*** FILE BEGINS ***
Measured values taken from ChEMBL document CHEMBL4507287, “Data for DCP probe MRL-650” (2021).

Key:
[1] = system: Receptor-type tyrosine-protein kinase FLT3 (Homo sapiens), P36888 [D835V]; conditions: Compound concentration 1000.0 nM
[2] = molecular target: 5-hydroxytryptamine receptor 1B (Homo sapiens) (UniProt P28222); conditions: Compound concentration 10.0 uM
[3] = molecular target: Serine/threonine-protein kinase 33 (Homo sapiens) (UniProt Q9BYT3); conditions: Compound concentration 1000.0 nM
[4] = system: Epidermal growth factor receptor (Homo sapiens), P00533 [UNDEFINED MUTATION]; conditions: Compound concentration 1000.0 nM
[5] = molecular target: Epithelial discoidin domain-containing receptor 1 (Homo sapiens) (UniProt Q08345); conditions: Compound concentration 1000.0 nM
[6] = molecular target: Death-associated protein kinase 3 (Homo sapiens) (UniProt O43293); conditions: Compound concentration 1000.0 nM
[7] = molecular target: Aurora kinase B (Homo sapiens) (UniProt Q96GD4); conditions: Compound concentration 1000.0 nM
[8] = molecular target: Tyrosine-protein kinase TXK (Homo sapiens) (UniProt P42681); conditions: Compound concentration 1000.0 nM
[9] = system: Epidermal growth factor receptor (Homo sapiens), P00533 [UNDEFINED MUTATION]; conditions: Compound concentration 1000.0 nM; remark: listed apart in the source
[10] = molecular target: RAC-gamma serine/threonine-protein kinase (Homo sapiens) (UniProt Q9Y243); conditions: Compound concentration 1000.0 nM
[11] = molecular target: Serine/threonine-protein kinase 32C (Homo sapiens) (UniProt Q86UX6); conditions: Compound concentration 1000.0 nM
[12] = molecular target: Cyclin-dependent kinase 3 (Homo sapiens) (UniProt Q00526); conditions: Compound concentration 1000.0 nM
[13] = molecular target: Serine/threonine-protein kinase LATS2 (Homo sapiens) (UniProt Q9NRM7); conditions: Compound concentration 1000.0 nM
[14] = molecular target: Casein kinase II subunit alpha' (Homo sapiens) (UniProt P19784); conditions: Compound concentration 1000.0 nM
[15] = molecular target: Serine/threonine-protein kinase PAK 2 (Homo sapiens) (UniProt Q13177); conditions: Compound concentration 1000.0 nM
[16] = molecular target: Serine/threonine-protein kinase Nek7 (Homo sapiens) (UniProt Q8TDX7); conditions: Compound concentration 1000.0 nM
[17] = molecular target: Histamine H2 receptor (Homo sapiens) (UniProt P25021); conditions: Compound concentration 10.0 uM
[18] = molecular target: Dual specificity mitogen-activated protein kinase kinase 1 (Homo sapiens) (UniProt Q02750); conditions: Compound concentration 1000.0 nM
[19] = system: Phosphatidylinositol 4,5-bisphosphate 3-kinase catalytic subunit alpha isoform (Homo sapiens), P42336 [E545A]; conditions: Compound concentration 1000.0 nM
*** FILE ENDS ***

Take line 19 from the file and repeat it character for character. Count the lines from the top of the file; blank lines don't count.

[17] = molecular target: Histamine H2 receptor (Homo sapiens) (UniProt P25021); conditions: Compound concentration 10.0 uM